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N. R. Benitah, C. B. Westerfeld, A. Hagiwara, S. Mukai; Fundus Imaging in Keratoprosthetic Eyes Using the RetCam. Invest. Ophthalmol. Vis. Sci. 2009;50(13):3311.
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The Boston Keratoprosthesis is the most commonly used artificial cornea in the world with more than 1200 implanted to date. Complications include glaucoma, retinal detachment and choroidal detachment, but the 3 mm opening makes evaluation and documentation of the fundus very difficult. Biomicroscopy with a 90D lens and indirect ophthalmoscopy with a 28D or 30D lens are usually employed with some success. Ancillary tests of optical coherence tomography for macular and optic-disc evaluation and B-scan ultrasonography for posterior and peripheral retinal and choroidal evaluation can be very useful. We have previously used the RetCam II® system to successfully image pediatric eyes with small pupils, and we evaluated this technique in eyes with Boston Keratoprostheses.
All eyes had either type 1 or type 2 Boston Keratoprosthesis. We used the RetCam II® digital, contact, retinal-imaging system with the 80° (E800) and 130° (D1300) lenses to examine the fundus and obtain fundus photographs of these eyes. GenTeal® was used as the coupling agent, and the system was used without removal of the bandage contact lens in type 1 cases.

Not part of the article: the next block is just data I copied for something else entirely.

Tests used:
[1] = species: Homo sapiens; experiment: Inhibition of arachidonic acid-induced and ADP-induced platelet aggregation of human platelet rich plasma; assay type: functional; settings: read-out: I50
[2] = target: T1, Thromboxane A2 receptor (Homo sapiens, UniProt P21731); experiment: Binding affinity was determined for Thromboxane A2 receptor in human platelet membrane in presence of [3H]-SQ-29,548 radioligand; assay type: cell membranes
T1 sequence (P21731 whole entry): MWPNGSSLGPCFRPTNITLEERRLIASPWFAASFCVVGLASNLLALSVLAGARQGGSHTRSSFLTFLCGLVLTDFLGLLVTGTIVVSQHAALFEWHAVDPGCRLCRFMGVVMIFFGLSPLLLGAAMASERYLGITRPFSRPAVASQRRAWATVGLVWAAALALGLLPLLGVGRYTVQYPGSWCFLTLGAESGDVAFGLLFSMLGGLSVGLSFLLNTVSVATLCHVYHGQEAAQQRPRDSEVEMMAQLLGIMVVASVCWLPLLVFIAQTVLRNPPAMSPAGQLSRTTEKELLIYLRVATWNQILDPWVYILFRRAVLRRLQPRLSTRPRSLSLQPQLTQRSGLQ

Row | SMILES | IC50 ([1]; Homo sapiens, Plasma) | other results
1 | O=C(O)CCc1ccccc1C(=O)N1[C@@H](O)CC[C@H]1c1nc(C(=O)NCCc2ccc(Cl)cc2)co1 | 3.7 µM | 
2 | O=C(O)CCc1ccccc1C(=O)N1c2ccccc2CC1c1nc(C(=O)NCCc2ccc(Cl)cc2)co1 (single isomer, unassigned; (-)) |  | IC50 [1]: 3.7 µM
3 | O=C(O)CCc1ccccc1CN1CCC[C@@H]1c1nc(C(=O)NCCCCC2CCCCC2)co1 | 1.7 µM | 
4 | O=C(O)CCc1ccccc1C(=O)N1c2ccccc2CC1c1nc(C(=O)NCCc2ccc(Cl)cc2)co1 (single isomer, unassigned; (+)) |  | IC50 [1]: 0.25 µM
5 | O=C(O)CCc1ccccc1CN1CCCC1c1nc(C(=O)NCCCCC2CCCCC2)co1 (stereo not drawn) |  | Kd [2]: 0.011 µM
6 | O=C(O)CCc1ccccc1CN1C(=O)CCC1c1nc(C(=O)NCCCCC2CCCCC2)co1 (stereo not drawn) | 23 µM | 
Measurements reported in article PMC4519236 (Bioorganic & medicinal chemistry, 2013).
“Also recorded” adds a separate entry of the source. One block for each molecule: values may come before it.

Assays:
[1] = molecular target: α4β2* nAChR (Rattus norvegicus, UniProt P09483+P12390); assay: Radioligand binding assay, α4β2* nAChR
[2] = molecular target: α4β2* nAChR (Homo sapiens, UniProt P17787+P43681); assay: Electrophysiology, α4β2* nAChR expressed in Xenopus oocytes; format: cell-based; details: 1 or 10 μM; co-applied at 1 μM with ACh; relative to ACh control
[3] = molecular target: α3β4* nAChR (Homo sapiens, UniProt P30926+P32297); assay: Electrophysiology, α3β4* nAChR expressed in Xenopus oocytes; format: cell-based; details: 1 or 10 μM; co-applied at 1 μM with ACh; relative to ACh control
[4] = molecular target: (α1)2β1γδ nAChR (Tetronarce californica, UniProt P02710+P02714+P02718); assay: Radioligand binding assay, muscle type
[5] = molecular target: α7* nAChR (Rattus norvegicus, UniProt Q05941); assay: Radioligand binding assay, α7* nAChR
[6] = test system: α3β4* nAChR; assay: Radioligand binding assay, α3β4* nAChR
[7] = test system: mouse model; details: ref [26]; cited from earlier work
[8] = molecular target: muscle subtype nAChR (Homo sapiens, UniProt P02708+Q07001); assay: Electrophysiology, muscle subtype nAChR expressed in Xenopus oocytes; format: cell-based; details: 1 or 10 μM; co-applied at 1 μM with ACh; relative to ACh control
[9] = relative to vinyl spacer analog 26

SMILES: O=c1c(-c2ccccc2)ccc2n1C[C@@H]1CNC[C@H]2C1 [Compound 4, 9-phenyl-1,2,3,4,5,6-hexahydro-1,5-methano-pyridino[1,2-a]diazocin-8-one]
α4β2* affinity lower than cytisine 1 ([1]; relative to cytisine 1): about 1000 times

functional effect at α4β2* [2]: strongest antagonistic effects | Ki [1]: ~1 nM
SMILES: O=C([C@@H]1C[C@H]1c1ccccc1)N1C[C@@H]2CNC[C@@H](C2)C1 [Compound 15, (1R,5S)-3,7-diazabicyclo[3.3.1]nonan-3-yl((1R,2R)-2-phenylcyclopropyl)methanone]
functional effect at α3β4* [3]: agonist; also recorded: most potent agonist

The system allowed for relatively comfortable examination and photography in the awake patient. In many instances, the view of the fundus was significantly better than on clinical examination. The 80° and 130° lenses were used to obtain the desired magnification and field of view. We obtained fundus photographs of very good quality although reflections and other artifacts were often present. This did not prevent examination and photodocumentation in most cases.
The RetCam II® system is very useful in the examination of the optic disc, retina and choroid in Boston Keratoprosthesis eyes. It extends the currently available examination techniques and tests. In addition, it allows for adequate photography of the fundus including the macula, optic disc and peripheral retina.
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